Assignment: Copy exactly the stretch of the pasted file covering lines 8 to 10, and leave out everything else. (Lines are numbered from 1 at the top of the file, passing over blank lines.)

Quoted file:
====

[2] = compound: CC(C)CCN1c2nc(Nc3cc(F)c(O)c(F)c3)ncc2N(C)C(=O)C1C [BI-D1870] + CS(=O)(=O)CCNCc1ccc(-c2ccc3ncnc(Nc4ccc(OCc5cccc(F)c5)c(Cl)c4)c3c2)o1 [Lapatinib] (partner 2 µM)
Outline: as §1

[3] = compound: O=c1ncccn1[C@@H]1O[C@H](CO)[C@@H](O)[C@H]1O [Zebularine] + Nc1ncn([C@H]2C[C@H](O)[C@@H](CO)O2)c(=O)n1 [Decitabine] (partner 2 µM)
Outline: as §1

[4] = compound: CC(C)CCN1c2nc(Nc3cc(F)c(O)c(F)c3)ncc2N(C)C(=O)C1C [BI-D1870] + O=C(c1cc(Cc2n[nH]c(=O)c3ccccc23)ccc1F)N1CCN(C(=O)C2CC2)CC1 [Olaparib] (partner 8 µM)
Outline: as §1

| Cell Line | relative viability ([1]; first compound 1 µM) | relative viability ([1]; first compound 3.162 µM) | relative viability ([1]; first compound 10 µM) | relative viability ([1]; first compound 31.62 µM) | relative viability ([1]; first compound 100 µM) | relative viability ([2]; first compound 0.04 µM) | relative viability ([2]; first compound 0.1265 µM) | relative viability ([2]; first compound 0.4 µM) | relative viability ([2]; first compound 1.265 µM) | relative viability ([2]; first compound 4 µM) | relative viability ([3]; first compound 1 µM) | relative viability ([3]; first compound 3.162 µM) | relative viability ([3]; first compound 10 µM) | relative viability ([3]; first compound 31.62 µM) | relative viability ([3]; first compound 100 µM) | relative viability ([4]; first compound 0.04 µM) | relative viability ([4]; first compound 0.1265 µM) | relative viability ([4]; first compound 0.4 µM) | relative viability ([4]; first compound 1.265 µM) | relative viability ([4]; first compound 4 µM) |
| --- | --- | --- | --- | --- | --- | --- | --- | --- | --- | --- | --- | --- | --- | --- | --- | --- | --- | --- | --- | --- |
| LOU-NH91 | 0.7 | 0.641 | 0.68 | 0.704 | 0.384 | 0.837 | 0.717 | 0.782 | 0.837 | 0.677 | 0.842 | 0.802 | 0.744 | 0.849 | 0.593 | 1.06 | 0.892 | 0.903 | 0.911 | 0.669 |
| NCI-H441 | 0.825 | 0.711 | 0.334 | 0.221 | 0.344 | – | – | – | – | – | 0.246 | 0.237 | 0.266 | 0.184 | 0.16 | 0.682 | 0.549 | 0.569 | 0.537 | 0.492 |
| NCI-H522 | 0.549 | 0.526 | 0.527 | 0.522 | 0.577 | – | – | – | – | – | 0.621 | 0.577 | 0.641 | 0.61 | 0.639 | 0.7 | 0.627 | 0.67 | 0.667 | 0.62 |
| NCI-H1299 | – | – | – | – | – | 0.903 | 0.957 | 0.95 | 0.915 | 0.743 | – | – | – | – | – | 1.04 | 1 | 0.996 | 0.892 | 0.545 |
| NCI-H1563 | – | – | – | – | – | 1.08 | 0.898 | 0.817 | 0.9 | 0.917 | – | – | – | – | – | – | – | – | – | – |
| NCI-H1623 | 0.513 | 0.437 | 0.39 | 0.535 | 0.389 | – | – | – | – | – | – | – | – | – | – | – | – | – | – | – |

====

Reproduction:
| --- | --- | --- | --- | --- | --- | --- | --- | --- | --- | --- | --- | --- | --- | --- | --- | --- | --- | --- | --- | --- |
| LOU-NH91 | 0.7 | 0.641 | 0.68 | 0.704 | 0.384 | 0.837 | 0.717 | 0.782 | 0.837 | 0.677 | 0.842 | 0.802 | 0.744 | 0.849 | 0.593 | 1.06 | 0.892 | 0.903 | 0.911 | 0.669 |
| NCI-H441 | 0.825 | 0.711 | 0.334 | 0.221 | 0.344 | – | – | – | – | – | 0.246 | 0.237 | 0.266 | 0.184 | 0.16 | 0.682 | 0.549 | 0.569 | 0.537 | 0.492 |